Fans have called out the English translation of Ghostwire: Tokyo for seemingly changing a line of dialogue to add a “property of theft” message that was not found in the original game.

Source: Ghostwire: Tokyo (2022), Bethesda Softworks

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The edit in question appears during a scene wherein, after protagonist Akito and former cop-turned-spirit-companion K.K. lose track of one of an antagonistic barrier forger, the latter recommends they go to a local shrine in hopes of finding a new tool with which to counter their foes.

“That seems like kind of a long shot…” whines Akito. “Never know ’til you try,” KK quips back. “After all, I found that bow of yours inside a shrine.”

“You mean ‘stole?'” Akito replies, to which his ethereal roommate deflects, “All property is theft, kid”.

However, after fans dug through the various official translations of the scene, many found this did not reflect what was written in the original Japanese.

Twitter user @iuntue claimed that not only was the Japanese line “Who knows, really.”

Not only that, but similar to the English version, the Chinese line – with the entire game likely having to meet their content laws – states “the world belongs to the people.”

Source: iuntue, Twitter

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the original Japanese line, as seen in a clip shared by @iuntue, reads “さあ どうだろうな” or “Sā dōdarou na”, which can also be translated according to machine translations as “I wonder how” (via Google Translate), “I don’t know” or “well, I don’t know” (via DeepL). 

In any case the original line, seems to suggest KK is being coy about considering their taking of the bow as outright theft given the circumstances of most of Tokyo’s population having seemingly vanished into thin air with monsters and spirits being left in their place.

While the English line could be taken as sarcasm or a wry excuse, many took the phrase to be a case of English localizers forcing their political beliefs into the game’s translation.

Source: Ghostwire: Tokyo (2022), Bethesda Softworks

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To make matters worse, the game’s only English subtitle track recites the script of the English dub, rather than provide a more direct translation of the original Japanese text.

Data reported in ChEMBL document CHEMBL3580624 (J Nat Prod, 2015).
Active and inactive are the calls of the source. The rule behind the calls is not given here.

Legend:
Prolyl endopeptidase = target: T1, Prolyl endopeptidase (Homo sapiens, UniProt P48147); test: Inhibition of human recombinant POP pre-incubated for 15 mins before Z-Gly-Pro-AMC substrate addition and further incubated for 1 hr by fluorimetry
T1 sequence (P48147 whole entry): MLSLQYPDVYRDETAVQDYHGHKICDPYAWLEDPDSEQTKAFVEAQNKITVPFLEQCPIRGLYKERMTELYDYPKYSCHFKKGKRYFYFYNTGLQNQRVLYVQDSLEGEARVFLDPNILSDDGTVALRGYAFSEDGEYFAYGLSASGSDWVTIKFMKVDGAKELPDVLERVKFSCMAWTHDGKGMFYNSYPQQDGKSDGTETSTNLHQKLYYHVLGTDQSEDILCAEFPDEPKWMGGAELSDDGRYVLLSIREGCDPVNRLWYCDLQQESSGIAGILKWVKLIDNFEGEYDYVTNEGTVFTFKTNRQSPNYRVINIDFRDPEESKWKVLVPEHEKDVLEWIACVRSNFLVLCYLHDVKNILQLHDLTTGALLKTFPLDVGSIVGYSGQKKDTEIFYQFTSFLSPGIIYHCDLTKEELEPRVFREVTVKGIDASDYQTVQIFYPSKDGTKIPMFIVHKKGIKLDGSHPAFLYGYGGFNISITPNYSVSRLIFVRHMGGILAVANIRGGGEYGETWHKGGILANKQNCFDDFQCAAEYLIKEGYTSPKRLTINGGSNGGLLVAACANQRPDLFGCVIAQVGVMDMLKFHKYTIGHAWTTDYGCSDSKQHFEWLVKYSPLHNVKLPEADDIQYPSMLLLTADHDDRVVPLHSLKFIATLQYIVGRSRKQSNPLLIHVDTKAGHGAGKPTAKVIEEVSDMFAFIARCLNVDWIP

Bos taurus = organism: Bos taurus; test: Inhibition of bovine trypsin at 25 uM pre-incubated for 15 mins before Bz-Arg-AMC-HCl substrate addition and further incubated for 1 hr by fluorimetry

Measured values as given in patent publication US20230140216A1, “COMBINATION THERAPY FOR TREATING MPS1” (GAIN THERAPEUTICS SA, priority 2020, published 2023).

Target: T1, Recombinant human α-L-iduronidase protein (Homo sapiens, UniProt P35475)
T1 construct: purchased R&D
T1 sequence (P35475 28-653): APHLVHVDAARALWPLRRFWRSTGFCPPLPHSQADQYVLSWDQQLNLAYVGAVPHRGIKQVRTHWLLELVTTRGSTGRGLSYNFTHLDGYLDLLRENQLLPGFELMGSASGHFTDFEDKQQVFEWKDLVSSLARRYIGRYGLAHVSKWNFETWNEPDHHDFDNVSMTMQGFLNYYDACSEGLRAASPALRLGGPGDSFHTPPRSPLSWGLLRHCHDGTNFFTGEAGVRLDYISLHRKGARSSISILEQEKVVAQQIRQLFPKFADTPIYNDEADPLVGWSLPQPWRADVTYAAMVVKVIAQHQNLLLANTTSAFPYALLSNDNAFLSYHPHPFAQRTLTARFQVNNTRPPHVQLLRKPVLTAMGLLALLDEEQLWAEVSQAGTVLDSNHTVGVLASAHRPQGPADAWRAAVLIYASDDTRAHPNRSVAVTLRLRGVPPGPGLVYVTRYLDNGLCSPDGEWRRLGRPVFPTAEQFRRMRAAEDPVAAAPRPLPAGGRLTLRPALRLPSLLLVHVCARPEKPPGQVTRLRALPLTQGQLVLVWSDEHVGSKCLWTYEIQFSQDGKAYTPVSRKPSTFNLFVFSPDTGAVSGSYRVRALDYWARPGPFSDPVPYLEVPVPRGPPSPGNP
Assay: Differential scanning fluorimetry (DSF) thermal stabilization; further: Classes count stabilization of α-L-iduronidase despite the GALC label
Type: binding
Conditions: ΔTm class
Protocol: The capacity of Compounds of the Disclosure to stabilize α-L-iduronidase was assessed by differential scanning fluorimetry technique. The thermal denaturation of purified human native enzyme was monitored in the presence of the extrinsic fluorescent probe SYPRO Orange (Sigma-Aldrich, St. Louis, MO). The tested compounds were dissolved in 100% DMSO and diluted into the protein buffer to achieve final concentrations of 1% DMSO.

“All property is theft, therefore, I pirated Ghostwire Tokyo,” mocked @ChronoTR1GG3R, suggesting a lost consumer one way or another.

Source: ChronoTR1GG3R, Twitter

 @Emersom_Biggins queried, “Still trying to figure out if that ‘All property is theft’ line from KK in Ghostwire was the actual line in translation or some commie s–t some ‘loocalizer’ shoved in there”

Source: Emersom_Biggins, Twitter

“Will they fix the translation of Ghostwire Tokyo or is it just another game to ignore?” asked @brushofvulpes

Source: brushofvulpes, Twitter

“They altered the line ‘Who knows, really!’ to ‘All property is theft, kid!’ in Ghostwire Tokyo in the West for inappropriate, unprofessional and out of context propaganda!” stated @CrowYusuf in reply to VGC’s praise of the game as an “authentic representation” of Japanese culture compared to other such games made by Western studios like Ghost of Tsushima and Sifu.

“I call THIS real ‘cultural appropriation’, not your crap!” they asserted.

Source: CrowYusuf, Twitter

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The phrase “property is theft” was coined by French anarchist and socialist Pierre-Joseph Proudhon in his 1840 book “What is Property? Or, an Inquiry into the Principle of Right and of Government.

Therein, Proudhon argues that if he can claim slavery is akin to murder without prompting further discussion – the power over to remove a man’s mind, will, and personality being no different than removing his life – then owning a property should be akin to robbery.

Source: Ghostwire: Tokyo (2022), Bethesda Softworks

While the term has been used by supporters of socialism, communism, and Marxism, usually to imply or advocate for the abolishment of private property, they do so in spite of Karl Marx himself criticizing Proudhon’s phrase as self-refuting and unnecessarily confusing.

In Marx’s opinion, claiming property was theft was to acknowledge “the existence of property,” and thus Proudhon had “entangled himself in all sorts of fantasies, obscure even to himself, about true bourgeois property,” i.e. property used to make commercial gains rather than for personal use.

Source: Ghostwire: Tokyo (2022), Bethesda Softworks

What do you think of this edit made to Ghostwire: Tokyo in its English localization? Let us know on social media and in the comments below!

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    Ryan Pearson

    Taking his first steps onto Route 1 and never stopping, Ryan has had a love of RPGs since a young age. Now he's learning to appreciate a wider pallet of genres and challenges.